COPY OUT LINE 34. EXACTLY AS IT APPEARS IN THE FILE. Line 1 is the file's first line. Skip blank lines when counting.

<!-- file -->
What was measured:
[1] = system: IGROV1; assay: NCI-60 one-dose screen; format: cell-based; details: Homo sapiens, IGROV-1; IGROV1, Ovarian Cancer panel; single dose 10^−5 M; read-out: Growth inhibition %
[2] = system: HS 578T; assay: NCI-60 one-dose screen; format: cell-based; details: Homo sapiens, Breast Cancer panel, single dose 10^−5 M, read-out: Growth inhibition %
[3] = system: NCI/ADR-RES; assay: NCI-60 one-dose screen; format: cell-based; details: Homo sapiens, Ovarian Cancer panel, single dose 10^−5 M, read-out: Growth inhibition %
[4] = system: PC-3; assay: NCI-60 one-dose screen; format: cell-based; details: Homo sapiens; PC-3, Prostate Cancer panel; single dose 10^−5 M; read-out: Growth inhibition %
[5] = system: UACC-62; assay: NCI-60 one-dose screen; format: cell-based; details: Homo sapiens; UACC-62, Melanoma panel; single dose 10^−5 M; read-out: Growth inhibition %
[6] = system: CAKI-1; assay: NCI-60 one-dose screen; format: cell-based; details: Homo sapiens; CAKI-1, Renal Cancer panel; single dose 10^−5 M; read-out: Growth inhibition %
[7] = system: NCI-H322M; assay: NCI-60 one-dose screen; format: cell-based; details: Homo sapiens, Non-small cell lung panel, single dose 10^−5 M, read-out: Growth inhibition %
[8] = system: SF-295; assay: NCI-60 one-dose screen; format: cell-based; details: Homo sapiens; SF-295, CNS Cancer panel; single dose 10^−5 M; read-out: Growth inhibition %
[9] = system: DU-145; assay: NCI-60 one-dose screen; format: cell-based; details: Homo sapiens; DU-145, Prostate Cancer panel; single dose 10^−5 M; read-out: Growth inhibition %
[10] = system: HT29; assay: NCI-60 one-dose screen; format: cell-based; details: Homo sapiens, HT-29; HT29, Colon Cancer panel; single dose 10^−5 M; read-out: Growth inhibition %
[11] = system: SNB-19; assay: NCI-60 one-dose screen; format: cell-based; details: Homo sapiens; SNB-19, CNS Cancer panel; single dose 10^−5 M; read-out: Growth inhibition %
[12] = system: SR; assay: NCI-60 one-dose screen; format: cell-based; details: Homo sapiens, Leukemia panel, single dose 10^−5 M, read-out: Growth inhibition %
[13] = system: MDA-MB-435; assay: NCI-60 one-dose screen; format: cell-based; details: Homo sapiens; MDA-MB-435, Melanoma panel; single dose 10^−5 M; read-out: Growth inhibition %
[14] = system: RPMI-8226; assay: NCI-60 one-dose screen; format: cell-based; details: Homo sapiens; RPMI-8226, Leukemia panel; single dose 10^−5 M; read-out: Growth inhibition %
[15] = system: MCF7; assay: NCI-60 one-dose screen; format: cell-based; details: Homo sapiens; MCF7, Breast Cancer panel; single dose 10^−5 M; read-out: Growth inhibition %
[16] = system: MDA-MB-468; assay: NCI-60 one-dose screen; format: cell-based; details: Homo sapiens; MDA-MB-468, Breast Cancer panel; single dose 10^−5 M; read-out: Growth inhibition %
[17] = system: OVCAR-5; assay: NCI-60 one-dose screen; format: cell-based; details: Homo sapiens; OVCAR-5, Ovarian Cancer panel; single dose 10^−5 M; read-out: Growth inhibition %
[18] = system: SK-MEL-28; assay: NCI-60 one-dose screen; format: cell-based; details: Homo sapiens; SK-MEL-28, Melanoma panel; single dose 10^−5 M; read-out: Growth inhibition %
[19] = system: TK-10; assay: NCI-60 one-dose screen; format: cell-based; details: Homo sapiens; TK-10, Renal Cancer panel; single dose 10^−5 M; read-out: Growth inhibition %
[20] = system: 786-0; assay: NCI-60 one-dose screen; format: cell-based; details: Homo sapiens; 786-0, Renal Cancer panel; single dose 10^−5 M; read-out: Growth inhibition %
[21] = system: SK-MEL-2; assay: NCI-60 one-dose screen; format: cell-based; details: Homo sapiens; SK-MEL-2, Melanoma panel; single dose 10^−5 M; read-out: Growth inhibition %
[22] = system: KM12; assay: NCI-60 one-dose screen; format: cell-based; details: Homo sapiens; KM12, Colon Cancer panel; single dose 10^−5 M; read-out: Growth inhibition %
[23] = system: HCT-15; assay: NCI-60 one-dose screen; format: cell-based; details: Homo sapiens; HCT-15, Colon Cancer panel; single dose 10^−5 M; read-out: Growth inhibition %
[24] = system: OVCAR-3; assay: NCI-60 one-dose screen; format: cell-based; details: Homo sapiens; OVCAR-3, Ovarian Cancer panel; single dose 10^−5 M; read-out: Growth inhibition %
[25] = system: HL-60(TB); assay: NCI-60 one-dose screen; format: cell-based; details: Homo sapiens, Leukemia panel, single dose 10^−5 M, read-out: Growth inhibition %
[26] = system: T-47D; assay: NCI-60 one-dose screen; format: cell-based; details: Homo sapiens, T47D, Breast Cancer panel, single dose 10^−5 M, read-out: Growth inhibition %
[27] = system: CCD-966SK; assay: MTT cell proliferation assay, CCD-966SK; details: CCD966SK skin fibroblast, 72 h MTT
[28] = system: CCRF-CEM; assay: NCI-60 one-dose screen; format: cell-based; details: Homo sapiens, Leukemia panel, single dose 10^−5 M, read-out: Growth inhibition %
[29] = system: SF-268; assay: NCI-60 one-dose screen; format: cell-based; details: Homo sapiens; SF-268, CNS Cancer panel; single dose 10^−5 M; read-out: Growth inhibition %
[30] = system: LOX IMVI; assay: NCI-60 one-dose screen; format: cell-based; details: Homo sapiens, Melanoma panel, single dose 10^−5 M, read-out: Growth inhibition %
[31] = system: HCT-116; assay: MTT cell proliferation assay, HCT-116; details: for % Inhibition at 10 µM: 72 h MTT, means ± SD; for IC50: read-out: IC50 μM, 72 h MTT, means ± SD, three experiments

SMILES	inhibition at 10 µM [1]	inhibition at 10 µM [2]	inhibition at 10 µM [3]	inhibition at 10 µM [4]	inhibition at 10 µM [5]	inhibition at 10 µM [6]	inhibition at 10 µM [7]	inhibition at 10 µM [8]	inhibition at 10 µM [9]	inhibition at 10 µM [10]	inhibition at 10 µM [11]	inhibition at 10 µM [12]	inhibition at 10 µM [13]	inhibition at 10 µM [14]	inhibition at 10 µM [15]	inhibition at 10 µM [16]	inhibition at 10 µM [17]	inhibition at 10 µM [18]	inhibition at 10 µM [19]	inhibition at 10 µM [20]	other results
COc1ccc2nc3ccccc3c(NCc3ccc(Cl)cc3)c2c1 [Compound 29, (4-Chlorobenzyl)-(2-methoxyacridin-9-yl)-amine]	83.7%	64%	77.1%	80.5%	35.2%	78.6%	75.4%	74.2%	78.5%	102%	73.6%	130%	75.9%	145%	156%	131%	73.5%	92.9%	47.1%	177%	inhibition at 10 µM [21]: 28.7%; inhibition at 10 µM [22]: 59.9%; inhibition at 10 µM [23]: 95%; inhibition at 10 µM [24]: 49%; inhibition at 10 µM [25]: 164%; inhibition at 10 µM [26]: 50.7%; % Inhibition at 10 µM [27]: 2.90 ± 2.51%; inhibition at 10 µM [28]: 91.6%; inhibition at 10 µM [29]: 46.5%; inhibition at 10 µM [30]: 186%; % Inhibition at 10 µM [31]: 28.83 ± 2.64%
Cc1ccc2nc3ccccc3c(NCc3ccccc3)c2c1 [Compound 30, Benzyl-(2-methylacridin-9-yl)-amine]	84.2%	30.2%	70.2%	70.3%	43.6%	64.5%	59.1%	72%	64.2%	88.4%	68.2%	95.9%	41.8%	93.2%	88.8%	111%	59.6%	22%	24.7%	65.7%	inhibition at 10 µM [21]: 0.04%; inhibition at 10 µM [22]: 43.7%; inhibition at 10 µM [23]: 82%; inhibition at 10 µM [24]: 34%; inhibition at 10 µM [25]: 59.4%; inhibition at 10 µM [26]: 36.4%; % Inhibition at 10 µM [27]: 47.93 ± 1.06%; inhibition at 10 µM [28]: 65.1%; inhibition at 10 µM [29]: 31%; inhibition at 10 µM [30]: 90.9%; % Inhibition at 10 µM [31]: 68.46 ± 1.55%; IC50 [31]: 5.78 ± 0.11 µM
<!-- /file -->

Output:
COc1ccc2nc3ccccc3c(NCc3ccc(Cl)cc3)c2c1 [Compound 29, (4-Chlorobenzyl)-(2-methoxyacridin-9-yl)-amine]	83.7%	64%	77.1%	80.5%	35.2%	78.6%	75.4%	74.2%	78.5%	102%	73.6%	130%	75.9%	145%	156%	131%	73.5%	92.9%	47.1%	177%	inhibition at 10 µM [21]: 28.7%; inhibition at 10 µM [22]: 59.9%; inhibition at 10 µM [23]: 95%; inhibition at 10 µM [24]: 49%; inhibition at 10 µM [25]: 164%; inhibition at 10 µM [26]: 50.7%; % Inhibition at 10 µM [27]: 2.90 ± 2.51%; inhibition at 10 µM [28]: 91.6%; inhibition at 10 µM [29]: 46.5%; inhibition at 10 µM [30]: 186%; % Inhibition at 10 µM [31]: 28.83 ± 2.64%